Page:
North Texas Daily

Torn ACLs and crazy catches: the stories of intramural football

Torn ACLs and crazy catches: the stories of intramural football

October 07
17:09 2016

The game had been a true nail biter. The epitome of a back-and-forth affair.

With only seconds remaining and everyone drenched in sweat, the ball was lobbed into the end zone. Miraculously. Amid several defenders, the wide receiver came down with the ball, securing the championship for his team.

“One hand grab, one second left on the clock, last play, just threw it up and he caught it,” emergency administration and planning senior Victor Lopez said. “It’s like he was catching a little tennis ball up in the air.”

The world of intramural football is a place that takes people back to their neighborhood football days. As harmless as it may sound, once the first whistle is blown, games heat up quickly.

The highest level of intramural football is the men’s A-League, which has produced more than its fair share of of crazy moments. Now entering his fourth season, Lopez has seen and experienced plenty, and is a seasoned veteran.

But the competition is not only intense for men.

“One of my friends my freshman year got mossed,” Lopez said. “One of the girls just out-jumped him. He was covering her in co-ed, and she went up there and snagged the ball on him.”

Even though the games are played for fun, people still get hurt.

Lopez has seen people dislocate fingers and even tear ACLs. Although serious injuries are rare, they do happen.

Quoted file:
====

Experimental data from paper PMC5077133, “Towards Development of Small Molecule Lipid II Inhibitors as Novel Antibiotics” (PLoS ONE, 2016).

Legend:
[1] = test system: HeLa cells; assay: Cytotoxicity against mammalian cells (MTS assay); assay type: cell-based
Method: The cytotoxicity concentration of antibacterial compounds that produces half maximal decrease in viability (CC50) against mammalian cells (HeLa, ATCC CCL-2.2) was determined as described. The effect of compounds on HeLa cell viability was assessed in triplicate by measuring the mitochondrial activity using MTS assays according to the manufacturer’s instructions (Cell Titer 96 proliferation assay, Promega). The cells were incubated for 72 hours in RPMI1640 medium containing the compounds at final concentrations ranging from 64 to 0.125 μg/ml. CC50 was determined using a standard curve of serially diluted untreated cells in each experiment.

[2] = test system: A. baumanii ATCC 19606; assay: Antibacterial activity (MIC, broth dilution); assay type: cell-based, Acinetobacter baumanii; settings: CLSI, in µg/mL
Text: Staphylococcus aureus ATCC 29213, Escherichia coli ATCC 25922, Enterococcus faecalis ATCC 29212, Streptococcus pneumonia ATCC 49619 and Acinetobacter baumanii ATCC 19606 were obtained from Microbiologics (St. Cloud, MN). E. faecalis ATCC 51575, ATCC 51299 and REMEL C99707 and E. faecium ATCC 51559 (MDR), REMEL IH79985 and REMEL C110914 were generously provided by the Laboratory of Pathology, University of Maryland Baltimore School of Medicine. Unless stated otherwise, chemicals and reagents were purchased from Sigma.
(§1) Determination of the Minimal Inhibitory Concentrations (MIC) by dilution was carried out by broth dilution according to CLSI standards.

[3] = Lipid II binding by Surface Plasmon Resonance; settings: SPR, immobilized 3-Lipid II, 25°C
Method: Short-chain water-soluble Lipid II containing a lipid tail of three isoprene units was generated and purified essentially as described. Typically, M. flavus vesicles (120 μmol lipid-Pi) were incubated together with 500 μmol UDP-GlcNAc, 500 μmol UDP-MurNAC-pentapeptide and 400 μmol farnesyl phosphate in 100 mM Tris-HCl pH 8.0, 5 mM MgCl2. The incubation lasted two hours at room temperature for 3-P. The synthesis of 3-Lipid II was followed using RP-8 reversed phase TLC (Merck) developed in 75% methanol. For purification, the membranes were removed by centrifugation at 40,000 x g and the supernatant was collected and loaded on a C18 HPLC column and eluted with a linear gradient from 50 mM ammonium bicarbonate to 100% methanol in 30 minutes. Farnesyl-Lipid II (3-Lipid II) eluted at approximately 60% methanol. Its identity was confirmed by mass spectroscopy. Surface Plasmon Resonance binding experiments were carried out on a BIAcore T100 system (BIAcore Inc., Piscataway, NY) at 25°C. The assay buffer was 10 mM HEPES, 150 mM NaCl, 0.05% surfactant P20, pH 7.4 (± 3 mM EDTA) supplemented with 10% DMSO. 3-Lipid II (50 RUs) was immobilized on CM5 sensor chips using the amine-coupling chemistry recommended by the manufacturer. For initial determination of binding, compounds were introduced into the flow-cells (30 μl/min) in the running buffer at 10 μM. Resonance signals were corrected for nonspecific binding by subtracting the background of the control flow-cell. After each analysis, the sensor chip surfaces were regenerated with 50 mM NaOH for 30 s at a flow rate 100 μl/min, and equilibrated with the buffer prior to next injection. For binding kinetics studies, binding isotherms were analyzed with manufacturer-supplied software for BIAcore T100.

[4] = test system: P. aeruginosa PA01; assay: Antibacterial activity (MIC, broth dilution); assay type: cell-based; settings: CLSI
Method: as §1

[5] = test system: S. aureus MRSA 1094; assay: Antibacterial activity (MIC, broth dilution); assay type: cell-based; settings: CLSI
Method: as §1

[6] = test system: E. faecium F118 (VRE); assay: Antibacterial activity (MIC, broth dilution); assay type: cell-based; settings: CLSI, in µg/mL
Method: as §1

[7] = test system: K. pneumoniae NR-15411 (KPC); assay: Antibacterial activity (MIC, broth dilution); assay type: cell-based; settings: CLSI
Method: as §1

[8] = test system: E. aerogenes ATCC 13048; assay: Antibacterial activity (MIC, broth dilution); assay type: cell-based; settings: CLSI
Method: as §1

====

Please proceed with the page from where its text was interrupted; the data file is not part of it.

“I personally haven’t seen an injury that was too gruesome,” business junior and referee Jeremy Patt said. “I’ve heard about two players bumping their heads together, and both of their heads were just gushing blood.”

There are multiple different leagues students can join to participate in intramural football, ranging from men’s, co-ed, dorm and fraternity leagues. With UNT’s large population of over 37,000 students, there are many people who take the field with advanced athletic ability.

“I’ve seen plenty of athletes that could be playing [Division I] football or basketball for UNT easily,” Patt said. “[There are] so many great players that you would never know about unless you came to watch.”

The highly competitive atmosphere can occasionally generate trash talk between players. When combined with the intensity of football and desire to win, sometimes things get heated.

“Trash talk turned into a full blown argument,” 24-year-old UNT alum Kalvin Dwyer said. “I can’t remember who was rushing [the quarterback], but they ran over the blocker, then whoever caught [the pass] was pushed instead of pulling the flag. Then someone came in and threw a huge hay-maker, which missed, but then it was on.”

This fight happened in Fall 2013, when roughly 10 players from each side came to blows on the field. No one was seriously injured, but a friendly flag football game mentality can sometimes be tossed out the window once the first whistle is blown.

Between the insane plays, gruesome injuries and overall competitive nature that occasionally results in physical altercations, intramural football provides UNT students with the ability to not only meet new people, but quench their thirst for competition.

“It helps the year go faster,” Lopez said. “It gives you something to look forward to at night.”

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Tyler Lucius

Tyler Lucius

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